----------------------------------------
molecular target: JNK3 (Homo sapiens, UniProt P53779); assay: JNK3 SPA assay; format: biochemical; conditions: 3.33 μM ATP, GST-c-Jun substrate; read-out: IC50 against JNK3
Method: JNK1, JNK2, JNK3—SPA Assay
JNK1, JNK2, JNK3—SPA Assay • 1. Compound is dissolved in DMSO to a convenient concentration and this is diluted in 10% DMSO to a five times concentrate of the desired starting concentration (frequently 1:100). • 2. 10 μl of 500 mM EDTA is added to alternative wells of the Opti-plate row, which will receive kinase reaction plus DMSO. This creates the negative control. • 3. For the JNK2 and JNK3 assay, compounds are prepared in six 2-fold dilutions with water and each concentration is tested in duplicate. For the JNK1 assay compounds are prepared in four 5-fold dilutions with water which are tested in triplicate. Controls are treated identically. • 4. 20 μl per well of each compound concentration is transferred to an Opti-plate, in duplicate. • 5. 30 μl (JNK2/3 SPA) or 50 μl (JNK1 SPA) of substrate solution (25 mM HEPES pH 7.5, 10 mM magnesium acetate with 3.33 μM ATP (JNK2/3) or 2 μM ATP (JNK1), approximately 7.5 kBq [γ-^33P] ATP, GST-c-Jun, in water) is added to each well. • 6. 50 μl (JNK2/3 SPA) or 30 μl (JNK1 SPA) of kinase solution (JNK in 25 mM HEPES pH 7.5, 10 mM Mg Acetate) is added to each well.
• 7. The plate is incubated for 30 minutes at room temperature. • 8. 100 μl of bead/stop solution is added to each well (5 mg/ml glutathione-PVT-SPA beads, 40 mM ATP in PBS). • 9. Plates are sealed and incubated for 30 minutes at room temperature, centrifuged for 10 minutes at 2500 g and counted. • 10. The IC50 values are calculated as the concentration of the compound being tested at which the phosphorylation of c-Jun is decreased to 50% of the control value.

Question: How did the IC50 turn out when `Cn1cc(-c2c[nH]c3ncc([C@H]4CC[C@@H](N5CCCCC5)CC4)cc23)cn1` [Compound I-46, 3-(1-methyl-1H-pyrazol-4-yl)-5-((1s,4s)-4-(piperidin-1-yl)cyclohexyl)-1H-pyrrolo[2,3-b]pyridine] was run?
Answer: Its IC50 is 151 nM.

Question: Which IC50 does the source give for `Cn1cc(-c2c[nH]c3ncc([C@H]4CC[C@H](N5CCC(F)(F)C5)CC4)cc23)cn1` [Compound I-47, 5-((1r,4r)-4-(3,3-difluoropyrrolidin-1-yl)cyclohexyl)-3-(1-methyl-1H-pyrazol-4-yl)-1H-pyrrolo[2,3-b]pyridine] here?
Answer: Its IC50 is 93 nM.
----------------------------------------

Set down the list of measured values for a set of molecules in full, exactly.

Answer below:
molecular target: JNK3 (Homo sapiens, UniProt P53779); assay: JNK3 SPA assay; format: biochemical; conditions: 3.33 μM ATP, GST-c-Jun substrate; read-out: IC50 against JNK3
Method: JNK1, JNK2, JNK3—SPA Assay
JNK1, JNK2, JNK3—SPA Assay • 1. Compound is dissolved in DMSO to a convenient concentration and this is diluted in 10% DMSO to a five times concentrate of the desired starting concentration (frequently 1:100). • 2. 10 μl of 500 mM EDTA is added to alternative wells of the Opti-plate row, which will receive kinase reaction plus DMSO. This creates the negative control. • 3. For the JNK2 and JNK3 assay, compounds are prepared in six 2-fold dilutions with water and each concentration is tested in duplicate. For the JNK1 assay compounds are prepared in four 5-fold dilutions with water which are tested in triplicate. Controls are treated identically. • 4. 20 μl per well of each compound concentration is transferred to an Opti-plate, in duplicate. • 5. 30 μl (JNK2/3 SPA) or 50 μl (JNK1 SPA) of substrate solution (25 mM HEPES pH 7.5, 10 mM magnesium acetate with 3.33 μM ATP (JNK2/3) or 2 μM ATP (JNK1), approximately 7.5 kBq [γ-^33P] ATP, GST-c-Jun, in water) is added to each well. • 6. 50 μl (JNK2/3 SPA) or 30 μl (JNK1 SPA) of kinase solution (JNK in 25 mM HEPES pH 7.5, 10 mM Mg Acetate) is added to each well.
• 7. The plate is incubated for 30 minutes at room temperature. • 8. 100 μl of bead/stop solution is added to each well (5 mg/ml glutathione-PVT-SPA beads, 40 mM ATP in PBS). • 9. Plates are sealed and incubated for 30 minutes at room temperature, centrifuged for 10 minutes at 2500 g and counted. • 10. The IC50 values are calculated as the concentration of the compound being tested at which the phosphorylation of c-Jun is decreased to 50% of the control value.

Question: How did the IC50 turn out when `Cn1cc(-c2c[nH]c3ncc([C@H]4CC[C@@H](N5CCCCC5)CC4)cc23)cn1` [Compound I-46, 3-(1-methyl-1H-pyrazol-4-yl)-5-((1s,4s)-4-(piperidin-1-yl)cyclohexyl)-1H-pyrrolo[2,3-b]pyridine] was run?
Answer: Its IC50 is 151 nM.

Question: Which IC50 does the source give for `Cn1cc(-c2c[nH]c3ncc([C@H]4CC[C@H](N5CCC(F)(F)C5)CC4)cc23)cn1` [Compound I-47, 5-((1r,4r)-4-(3,3-difluoropyrrolidin-1-yl)cyclohexyl)-3-(1-methyl-1H-pyrazol-4-yl)-1H-pyrrolo[2,3-b]pyridine] here?
Answer: Its IC50 is 93 nM.